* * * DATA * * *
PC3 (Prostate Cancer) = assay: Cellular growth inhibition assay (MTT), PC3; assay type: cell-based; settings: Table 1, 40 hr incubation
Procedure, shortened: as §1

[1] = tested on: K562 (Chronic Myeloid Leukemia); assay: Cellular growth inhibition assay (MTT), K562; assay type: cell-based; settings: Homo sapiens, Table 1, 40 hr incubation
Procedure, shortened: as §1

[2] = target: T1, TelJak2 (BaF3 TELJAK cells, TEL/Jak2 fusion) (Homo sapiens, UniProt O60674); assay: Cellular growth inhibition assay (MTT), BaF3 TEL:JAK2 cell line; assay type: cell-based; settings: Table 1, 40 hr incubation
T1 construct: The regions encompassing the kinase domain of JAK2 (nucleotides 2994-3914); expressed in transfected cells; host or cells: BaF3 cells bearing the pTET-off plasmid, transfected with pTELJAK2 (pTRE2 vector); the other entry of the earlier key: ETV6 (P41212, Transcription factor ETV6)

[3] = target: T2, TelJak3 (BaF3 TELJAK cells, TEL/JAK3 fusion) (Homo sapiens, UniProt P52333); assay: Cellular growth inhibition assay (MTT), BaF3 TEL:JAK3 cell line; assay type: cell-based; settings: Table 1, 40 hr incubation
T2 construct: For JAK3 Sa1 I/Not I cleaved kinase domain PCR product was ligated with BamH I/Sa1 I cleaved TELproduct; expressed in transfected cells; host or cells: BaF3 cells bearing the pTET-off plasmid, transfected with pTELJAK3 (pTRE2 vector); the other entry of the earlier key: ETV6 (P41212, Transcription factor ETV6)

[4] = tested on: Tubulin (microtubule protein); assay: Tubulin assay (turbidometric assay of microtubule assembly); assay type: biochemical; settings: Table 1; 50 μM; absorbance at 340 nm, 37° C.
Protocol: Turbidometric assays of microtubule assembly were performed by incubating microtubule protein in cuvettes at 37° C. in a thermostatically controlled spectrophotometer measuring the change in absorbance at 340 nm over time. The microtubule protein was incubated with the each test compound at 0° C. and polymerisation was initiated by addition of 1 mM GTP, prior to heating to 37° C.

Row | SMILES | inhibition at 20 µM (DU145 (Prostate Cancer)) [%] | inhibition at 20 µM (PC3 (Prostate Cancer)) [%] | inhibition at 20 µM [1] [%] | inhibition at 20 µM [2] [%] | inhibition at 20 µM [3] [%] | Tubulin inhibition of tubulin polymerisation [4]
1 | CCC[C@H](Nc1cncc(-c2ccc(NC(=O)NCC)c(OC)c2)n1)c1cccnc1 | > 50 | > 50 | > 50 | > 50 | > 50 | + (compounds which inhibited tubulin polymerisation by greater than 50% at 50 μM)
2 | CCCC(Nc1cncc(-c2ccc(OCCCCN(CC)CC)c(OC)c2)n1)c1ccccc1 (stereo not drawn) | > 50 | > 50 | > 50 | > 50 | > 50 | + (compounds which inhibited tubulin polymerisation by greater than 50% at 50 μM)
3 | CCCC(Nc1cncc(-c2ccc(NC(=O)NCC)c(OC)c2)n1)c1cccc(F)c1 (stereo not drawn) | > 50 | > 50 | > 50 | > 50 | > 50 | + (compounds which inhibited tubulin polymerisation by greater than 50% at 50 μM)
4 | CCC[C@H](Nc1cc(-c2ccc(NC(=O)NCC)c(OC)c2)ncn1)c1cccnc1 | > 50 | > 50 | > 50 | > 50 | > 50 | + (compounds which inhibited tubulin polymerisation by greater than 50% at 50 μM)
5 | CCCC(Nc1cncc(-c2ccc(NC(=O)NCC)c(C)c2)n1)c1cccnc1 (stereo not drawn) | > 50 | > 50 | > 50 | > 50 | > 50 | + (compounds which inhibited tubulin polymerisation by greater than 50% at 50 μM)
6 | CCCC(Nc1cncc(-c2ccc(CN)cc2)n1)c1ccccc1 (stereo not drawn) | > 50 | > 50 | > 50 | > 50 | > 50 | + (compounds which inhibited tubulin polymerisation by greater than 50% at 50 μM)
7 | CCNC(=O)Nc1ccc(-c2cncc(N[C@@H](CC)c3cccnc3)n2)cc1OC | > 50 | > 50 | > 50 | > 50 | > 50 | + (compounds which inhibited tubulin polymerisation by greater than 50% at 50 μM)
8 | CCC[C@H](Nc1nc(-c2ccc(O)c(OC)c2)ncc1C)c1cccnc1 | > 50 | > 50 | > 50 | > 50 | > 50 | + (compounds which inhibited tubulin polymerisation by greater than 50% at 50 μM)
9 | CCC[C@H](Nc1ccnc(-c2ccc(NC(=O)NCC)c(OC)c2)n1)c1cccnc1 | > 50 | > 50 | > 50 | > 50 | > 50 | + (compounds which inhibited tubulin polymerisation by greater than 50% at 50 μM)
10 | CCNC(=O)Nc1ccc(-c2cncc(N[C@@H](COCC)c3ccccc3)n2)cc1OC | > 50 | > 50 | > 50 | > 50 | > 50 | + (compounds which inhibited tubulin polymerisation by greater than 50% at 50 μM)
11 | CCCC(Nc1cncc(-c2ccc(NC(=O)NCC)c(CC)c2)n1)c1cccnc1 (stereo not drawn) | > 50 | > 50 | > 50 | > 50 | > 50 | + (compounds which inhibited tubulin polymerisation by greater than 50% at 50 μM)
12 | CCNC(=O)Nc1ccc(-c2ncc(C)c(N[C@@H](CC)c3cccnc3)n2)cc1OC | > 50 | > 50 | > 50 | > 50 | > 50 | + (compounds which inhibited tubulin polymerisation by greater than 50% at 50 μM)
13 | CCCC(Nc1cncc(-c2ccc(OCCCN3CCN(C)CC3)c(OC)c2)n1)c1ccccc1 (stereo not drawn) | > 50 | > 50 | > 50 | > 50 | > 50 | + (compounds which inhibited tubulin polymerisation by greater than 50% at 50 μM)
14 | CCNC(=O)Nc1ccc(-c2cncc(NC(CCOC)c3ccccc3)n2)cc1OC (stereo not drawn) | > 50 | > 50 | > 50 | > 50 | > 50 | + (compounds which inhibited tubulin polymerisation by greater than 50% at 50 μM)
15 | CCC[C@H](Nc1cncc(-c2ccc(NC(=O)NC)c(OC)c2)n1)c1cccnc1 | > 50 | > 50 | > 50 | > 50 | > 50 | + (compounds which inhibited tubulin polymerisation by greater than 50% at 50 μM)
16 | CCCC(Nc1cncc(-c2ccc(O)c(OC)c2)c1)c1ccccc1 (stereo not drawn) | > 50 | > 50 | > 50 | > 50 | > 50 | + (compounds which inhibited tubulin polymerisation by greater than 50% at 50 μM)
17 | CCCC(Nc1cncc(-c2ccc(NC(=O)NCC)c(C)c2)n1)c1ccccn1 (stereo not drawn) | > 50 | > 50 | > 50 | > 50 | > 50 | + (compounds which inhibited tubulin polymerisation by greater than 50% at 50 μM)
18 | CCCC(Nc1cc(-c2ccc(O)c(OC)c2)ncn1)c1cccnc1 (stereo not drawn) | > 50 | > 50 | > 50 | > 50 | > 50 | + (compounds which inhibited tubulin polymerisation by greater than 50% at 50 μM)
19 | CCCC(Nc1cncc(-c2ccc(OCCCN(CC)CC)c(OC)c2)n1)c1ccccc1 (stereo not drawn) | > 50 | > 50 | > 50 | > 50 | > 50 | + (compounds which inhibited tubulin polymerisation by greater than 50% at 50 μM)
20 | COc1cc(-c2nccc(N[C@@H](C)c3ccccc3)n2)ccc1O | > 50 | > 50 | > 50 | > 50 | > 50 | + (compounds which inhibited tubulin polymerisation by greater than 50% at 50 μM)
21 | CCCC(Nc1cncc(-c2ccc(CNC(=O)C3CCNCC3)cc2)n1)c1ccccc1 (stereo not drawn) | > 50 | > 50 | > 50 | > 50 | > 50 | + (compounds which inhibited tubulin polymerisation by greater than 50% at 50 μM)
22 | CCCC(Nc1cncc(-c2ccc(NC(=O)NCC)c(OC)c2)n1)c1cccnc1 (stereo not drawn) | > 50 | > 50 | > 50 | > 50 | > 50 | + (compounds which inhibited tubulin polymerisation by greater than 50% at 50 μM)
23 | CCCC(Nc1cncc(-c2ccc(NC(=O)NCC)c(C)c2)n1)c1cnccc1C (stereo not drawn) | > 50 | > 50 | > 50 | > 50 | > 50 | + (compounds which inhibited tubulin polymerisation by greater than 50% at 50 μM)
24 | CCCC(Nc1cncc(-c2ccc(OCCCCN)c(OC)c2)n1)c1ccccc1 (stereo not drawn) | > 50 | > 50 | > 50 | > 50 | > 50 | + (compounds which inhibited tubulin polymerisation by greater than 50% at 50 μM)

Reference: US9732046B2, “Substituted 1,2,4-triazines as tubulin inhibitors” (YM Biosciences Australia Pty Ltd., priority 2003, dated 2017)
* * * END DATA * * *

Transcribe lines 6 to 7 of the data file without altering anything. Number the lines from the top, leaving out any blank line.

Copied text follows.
T1 construct: The regions encompassing the kinase domain of JAK2 (nucleotides 2994-3914); expressed in transfected cells; host or cells: BaF3 cells bearing the pTET-off plasmid, transfected with pTELJAK2 (pTRE2 vector); the other entry of the earlier key: ETV6 (P41212, Transcription factor ETV6)

[3] = target: T2, TelJak3 (BaF3 TELJAK cells, TEL/JAK3 fusion) (Homo sapiens, UniProt P52333); assay: Cellular growth inhibition assay (MTT), BaF3 TEL:JAK3 cell line; assay type: cell-based; settings: Table 1, 40 hr incubation